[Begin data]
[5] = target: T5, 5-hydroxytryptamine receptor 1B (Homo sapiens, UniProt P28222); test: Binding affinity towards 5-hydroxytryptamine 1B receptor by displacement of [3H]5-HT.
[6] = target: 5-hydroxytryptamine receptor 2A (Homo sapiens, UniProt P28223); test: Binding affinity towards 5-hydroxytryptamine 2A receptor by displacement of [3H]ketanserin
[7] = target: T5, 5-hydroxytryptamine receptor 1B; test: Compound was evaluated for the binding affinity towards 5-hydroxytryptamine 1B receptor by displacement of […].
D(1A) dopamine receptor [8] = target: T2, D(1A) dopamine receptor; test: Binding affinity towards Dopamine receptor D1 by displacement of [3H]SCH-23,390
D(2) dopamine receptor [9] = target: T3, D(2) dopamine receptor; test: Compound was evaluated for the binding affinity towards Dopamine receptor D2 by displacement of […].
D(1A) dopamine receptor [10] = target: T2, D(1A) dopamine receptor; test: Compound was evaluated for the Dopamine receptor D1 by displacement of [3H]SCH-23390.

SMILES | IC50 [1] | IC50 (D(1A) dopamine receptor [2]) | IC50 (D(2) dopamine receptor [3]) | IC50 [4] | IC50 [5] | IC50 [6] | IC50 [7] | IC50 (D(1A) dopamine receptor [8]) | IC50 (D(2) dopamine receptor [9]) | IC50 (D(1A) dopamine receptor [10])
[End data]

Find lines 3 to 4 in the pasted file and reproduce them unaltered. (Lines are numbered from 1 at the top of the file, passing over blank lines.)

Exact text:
[7] = target: T5, 5-hydroxytryptamine receptor 1B; test: Compound was evaluated for the binding affinity towards 5-hydroxytryptamine 1B receptor by displacement of […].
D(1A) dopamine receptor [8] = target: T2, D(1A) dopamine receptor; test: Binding affinity towards Dopamine receptor D1 by displacement of [3H]SCH-23,390